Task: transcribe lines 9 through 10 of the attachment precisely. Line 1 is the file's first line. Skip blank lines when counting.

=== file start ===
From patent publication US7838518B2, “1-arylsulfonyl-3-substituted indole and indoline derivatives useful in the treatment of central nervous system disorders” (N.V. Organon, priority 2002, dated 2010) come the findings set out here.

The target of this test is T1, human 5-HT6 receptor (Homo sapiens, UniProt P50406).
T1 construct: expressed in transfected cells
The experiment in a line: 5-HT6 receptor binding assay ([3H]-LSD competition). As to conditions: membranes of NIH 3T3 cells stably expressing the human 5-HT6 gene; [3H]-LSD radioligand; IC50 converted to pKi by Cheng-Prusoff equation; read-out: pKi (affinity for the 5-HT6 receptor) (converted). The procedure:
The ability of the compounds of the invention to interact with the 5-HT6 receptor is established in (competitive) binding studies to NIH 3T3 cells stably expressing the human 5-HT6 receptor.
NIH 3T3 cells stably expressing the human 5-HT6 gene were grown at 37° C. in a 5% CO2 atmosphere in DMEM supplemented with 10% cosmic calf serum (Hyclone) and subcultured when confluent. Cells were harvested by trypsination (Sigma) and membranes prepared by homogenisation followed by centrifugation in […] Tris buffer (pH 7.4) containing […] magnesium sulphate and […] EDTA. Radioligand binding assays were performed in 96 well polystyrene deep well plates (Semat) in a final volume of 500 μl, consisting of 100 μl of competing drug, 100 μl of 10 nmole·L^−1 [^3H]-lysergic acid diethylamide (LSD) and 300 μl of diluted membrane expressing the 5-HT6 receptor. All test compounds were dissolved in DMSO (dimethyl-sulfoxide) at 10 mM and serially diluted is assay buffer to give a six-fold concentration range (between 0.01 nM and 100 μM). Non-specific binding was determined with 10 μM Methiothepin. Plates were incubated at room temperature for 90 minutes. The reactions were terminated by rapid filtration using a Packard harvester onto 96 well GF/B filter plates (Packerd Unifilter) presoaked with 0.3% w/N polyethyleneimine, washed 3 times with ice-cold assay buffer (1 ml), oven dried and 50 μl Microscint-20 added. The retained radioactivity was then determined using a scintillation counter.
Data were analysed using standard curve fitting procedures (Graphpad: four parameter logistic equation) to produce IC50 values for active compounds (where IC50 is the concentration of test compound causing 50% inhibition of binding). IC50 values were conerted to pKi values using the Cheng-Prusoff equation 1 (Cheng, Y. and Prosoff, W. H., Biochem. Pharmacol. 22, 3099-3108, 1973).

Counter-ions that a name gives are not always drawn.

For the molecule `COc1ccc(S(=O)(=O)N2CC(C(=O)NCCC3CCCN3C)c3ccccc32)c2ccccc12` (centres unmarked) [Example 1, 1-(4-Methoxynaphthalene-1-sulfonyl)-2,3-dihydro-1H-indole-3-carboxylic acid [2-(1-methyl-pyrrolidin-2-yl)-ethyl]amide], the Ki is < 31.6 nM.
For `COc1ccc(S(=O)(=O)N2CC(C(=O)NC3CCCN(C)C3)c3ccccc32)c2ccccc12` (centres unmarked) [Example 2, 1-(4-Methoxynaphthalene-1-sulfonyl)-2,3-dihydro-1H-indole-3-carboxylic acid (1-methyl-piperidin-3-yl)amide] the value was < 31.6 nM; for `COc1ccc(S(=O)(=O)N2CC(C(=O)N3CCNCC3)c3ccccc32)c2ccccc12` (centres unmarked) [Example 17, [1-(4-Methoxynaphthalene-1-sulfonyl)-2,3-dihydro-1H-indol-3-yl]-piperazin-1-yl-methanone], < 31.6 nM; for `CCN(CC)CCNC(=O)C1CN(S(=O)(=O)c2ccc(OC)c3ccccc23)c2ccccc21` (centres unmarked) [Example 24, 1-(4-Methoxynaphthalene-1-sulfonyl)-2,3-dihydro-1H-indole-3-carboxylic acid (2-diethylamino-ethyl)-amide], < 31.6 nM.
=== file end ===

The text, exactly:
For the molecule `COc1ccc(S(=O)(=O)N2CC(C(=O)NCCC3CCCN3C)c3ccccc32)c2ccccc12` (centres unmarked) [Example 1, 1-(4-Methoxynaphthalene-1-sulfonyl)-2,3-dihydro-1H-indole-3-carboxylic acid [2-(1-methyl-pyrrolidin-2-yl)-ethyl]amide], the Ki is < 31.6 nM.
For `COc1ccc(S(=O)(=O)N2CC(C(=O)NC3CCCN(C)C3)c3ccccc32)c2ccccc12` (centres unmarked) [Example 2, 1-(4-Methoxynaphthalene-1-sulfonyl)-2,3-dihydro-1H-indole-3-carboxylic acid (1-methyl-piperidin-3-yl)amide] the value was < 31.6 nM; for `COc1ccc(S(=O)(=O)N2CC(C(=O)N3CCNCC3)c3ccccc32)c2ccccc12` (centres unmarked) [Example 17, [1-(4-Methoxynaphthalene-1-sulfonyl)-2,3-dihydro-1H-indol-3-yl]-piperazin-1-yl-methanone], < 31.6 nM; for `CCN(CC)CCNC(=O)C1CN(S(=O)(=O)c2ccc(OC)c3ccccc23)c2ccccc21` (centres unmarked) [Example 24, 1-(4-Methoxynaphthalene-1-sulfonyl)-2,3-dihydro-1H-indole-3-carboxylic acid (2-diethylamino-ethyl)-amide], < 31.6 nM.